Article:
Commanders at sea struggle not only with the unpredictability of natural elements, but also with a shroud of uncertainty often referred to as the "fog of war." Over the centuries most admirals yielded to the natural temptation to find in new technologies a means to assert centralized control over their forces. But other commanders have recognized the fog for what it is: a constant level of uncertainty resistant to mere technological solution.
In this grand history of naval warfare, Michael Palmer observes five centuries of dramatic encounters under sail and steam. From reliance on signal flags in the seventeenth century to satellite communications in the twenty-first, admirals looked to the next advance in technology as the one that would allow them to control their forces. But while abilities to communicate improved, Palmer shows how other technologies simultaneously shrank admirals' windows of decision. The result was simple, if not obvious: naval commanders have never had sufficient means or time to direct subordinates in battle.
Successful commanders as distant as Horatio Nelson (1758-1805) and Arleigh Burke (1901-1996) accepted this reality. They sought solutions to the dilemmas of command in the personal indoctrination of subordinates through discussion, comradeship, and displays of trust and confidence. Such leaders created a commonality of vision and fostered a high degree of individual initiative. Their decentralized approach to command resulted in a resiliency that so often provided the key to success in battle.
Palmer's exciting and enlightening history reveals the myriad efforts of naval commanders to navigate the fog of war.
Palmer has produced what seems to be the only work ever specifically devoted to the problems of command a sea. A highly original volume, fascinating from beginning to end.
Command at Sea is a lucid and engaging book which represents a much-needed new approach to the history of naval warfare. Michael Palmer's work makes interesting reading for anyone and essential reading for the professional.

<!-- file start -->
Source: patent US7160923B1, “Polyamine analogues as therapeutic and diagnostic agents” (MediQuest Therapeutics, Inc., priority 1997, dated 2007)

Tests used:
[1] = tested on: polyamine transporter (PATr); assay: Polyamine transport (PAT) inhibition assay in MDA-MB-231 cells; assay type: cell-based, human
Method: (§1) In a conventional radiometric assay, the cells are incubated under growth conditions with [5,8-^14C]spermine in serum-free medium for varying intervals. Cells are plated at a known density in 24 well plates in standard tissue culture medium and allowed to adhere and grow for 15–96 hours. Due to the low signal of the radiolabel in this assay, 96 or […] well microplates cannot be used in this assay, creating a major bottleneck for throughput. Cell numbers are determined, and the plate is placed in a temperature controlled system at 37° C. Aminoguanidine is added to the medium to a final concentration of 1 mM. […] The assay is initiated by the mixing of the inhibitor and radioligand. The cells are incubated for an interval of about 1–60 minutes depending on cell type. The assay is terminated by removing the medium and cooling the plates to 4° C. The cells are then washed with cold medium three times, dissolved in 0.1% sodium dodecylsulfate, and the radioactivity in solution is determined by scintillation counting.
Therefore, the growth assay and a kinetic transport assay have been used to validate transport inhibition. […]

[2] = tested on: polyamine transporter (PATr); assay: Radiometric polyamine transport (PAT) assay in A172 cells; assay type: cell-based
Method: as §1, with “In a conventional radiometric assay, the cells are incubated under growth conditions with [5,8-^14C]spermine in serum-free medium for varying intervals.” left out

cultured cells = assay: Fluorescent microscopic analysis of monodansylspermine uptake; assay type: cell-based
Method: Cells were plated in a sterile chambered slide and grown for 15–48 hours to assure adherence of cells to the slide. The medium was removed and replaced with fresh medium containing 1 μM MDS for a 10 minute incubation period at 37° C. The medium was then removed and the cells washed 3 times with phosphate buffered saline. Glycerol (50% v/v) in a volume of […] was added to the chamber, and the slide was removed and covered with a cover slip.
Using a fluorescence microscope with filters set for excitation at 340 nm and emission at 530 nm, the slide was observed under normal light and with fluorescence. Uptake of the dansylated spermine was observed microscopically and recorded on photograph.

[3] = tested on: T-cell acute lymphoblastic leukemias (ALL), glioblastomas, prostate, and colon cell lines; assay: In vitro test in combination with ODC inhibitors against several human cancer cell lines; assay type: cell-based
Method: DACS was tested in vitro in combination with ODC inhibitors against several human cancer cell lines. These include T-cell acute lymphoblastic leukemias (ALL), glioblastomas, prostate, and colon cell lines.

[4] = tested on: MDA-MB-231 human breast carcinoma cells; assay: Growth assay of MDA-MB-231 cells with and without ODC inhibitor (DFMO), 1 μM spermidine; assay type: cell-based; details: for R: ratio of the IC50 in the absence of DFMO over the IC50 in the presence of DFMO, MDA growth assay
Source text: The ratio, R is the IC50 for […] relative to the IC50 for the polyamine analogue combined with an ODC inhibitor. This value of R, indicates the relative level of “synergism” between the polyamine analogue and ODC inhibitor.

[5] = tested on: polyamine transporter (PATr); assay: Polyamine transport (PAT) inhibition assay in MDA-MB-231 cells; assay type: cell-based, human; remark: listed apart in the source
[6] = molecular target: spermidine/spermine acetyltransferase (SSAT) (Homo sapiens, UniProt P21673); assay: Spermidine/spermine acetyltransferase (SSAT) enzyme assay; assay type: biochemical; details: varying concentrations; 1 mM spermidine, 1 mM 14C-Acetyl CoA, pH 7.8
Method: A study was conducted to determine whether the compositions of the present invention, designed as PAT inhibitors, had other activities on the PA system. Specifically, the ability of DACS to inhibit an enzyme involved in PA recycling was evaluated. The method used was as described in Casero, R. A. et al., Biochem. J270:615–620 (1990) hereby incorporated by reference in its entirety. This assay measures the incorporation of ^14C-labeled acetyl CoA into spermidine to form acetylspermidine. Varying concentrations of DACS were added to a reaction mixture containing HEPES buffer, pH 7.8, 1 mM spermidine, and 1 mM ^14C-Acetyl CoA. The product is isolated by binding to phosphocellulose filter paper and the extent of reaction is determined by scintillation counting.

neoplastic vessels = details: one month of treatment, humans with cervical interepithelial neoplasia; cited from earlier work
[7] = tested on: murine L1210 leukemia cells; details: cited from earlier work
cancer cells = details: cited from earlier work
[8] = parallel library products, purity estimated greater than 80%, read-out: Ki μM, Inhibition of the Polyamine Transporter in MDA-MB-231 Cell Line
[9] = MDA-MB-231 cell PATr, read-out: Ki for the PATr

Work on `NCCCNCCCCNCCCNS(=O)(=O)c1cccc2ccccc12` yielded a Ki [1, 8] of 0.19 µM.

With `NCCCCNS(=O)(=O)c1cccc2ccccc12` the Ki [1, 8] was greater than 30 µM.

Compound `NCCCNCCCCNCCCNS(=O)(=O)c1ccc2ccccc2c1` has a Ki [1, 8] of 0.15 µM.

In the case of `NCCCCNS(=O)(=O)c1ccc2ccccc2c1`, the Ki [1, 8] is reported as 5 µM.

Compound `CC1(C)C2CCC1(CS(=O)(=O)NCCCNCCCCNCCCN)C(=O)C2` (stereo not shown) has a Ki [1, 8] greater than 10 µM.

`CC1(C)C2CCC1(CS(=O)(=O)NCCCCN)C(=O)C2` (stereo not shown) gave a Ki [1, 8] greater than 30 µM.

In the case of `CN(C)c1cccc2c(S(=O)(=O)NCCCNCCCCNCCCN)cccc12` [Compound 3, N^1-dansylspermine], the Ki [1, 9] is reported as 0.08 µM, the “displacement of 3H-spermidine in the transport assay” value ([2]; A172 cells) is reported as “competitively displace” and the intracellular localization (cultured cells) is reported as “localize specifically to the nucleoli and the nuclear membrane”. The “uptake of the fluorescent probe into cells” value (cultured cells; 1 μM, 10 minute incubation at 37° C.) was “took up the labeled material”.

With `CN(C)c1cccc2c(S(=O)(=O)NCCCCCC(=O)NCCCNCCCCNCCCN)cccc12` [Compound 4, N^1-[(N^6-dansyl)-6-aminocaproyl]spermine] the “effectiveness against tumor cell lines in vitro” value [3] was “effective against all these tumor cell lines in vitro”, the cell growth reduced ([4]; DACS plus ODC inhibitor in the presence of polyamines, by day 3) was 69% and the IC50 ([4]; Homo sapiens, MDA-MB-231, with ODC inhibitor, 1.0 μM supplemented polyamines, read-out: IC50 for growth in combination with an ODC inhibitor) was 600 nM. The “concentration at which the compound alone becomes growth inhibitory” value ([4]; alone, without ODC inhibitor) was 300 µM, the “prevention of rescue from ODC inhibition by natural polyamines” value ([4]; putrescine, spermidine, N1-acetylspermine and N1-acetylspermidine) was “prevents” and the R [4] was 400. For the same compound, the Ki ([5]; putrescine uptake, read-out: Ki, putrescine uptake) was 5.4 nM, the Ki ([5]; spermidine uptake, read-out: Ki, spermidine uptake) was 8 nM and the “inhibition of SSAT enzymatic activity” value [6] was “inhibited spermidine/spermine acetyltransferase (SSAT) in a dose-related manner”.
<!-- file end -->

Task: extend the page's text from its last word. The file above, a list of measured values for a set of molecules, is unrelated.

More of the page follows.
In this sweeping tour de force, Michael Palmer illustrates the impact that signaling systems had on command decision making during four centuries of naval combat. Citing a score of pivotal naval engagements from Kentish Knock in 1652 to Desert Storm in 1991, Palmer shows dramatically how success at sea depended on effective communication, whatever the dominant technology.
Naval culture is very different from military culture. The difference is the result of four centuries of autonomy of command at sea. Michael Palmer explains this brilliantly.
A feast for qualified readers. A distinguished historian, Palmer offers a valuable addition to naval history with this study of the problems of how to lead a fleet into battle, revising many previous conclusions and offering superb battle narratives.
Command at Sea is an important book, which fills a gap in the literature of strategy and admiralty...[A] sweeping tour de force.
The treatment of the era of combat under sail at the tactical level is little short of masterly. Palmer's arguments to support his thesis that decentralized command is generally more effective than centralization are well supported by coherent narratives and careful analysis. All this suggests that Professor Palmer has engaged in very much a labour of love.
A seriously intellectual but nevertheless readable study of naval command and control over the four centuries since the modern concept of naval warfare commenced.
A spellbinding history [told] through the eyes of those who stood on the decks of some of the most famous ships of the past.
Michael Palmer's newest volume takes on what is perhaps the fundamental question in the long history of naval warfare: how can a commander best position his warships to effectively and efficiently engage the enemy? In seeking an answer to the question, Palmer walks the reader briskly through some four centuries of war at sea. Using an entertaining and informative style, he provides multiple examples from key battles to help the reader understand the complexities of command at sea...Palmer provides a first-rate walk through the world of Vice Admiral Horatio Lord Nelson's 19th century navy in particular...This is a volume full of gorgeously told history that does a fine job helping to stir the debates of today--such as jointness and centralization. It also does a marvelous job illuminating the ongoing questions of command at sea, and offers some salient thoughts for command ashore and in the air as well. In the search for the right balance in centralized command, and in determining how far what Palmer terms "the crucial paradox of knowledge" can help pierce the fog of war, the author provides a highly readable and most enjoyable volume.
Within these pages, in a masterful control of subject matter, Dr. Michael Palmer analyzes the evolution of naval fleet command and control from the Anglo-Spanish battle in the English Channel in 1588 to the Persian Gulf War...This work is deeply researched, written concisely and with flair, and the author's opinions are not hidden. This is an essential book for the libraries of Navy officers, policy makers, naval scholars, and military history buffs.
- 400 pages
- 1 x 5-3/4 x 8-15/16 inches
- Harvard University Press
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